I recently watched a film called The boy who harnessed the wind, written by William Kamkwamba and directed by Chiwetel Ejiofor. The film follows the true story of a young man called William, growing up in rural Malawi in the early 2000s.
Unable to continue his schooling because of the cost, William gains access to the school library where he learns about electrical engineering and energy production. At the same time, his community is beginning to suffer from hunger because of drought. Driven by a desire to help, William designs a windmill capable of powering an electric water pump. After doubting him at first, his family and friends eventually help him build a full-size wind turbine
from bits of bicycle and other scrap materials. His windmill, and the resulting water used for growing crops, saves his village from famine.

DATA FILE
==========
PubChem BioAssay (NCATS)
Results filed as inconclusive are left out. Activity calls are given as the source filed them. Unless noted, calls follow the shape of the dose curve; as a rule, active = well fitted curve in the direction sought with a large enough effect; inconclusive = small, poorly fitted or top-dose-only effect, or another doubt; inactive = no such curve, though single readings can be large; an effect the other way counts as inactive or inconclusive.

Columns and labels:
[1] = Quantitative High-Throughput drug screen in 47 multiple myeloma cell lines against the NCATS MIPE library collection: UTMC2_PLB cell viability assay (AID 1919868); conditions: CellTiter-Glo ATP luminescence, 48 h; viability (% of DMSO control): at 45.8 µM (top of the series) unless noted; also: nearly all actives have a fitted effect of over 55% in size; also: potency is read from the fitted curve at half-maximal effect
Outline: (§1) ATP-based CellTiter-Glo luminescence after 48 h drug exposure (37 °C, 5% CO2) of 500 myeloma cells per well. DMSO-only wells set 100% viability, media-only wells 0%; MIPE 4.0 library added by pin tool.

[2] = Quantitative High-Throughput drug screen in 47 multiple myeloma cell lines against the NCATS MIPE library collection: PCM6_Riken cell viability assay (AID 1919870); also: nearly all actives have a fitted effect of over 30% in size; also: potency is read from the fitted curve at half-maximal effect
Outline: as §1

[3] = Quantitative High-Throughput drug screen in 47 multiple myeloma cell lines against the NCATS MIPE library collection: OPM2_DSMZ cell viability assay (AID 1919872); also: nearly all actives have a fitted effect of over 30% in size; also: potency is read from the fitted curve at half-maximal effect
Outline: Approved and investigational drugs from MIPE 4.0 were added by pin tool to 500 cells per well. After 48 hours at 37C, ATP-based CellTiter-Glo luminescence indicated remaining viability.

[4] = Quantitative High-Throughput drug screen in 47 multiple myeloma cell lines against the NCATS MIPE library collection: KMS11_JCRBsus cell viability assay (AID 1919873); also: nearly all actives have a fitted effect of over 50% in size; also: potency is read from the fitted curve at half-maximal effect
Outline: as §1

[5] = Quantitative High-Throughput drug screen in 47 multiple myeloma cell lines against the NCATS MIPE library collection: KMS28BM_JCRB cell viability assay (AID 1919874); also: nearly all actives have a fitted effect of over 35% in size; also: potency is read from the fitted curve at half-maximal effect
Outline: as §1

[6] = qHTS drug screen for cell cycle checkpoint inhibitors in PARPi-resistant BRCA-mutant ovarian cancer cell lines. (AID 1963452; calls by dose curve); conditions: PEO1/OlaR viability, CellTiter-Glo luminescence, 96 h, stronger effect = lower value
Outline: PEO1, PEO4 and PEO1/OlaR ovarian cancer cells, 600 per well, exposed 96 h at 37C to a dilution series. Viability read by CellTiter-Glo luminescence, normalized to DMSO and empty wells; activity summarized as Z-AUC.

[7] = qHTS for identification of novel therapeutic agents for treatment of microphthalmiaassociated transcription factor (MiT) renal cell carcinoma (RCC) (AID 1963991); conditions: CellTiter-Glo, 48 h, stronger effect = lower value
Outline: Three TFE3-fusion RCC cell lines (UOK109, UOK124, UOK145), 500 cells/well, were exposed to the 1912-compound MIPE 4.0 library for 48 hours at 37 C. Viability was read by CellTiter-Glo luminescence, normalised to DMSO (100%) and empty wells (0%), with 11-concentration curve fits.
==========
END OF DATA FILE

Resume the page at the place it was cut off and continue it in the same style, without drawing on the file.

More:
It is easy for young people to be overlooked, misunderstood or not listened to. But their energy, ideas and resourcefulness are of great importance to us all in our rapidly changing world.
In this edition of Footsteps we hear from young people who are calling for change, living differently and taking action in their communities. We consider how to engage with young people through sport, and how to prepare them if they are moving away from home. The advantages and disadvantages of living in a digital age are also explored.
As a mother of two teenagers I have very much enjoyed working with authors from around the world to put together this edition of Footsteps. I hope you find it interesting and useful.
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Image above shows a young lady learning a new trade in the Philippines. Photo: Tom Price/Integral Alliance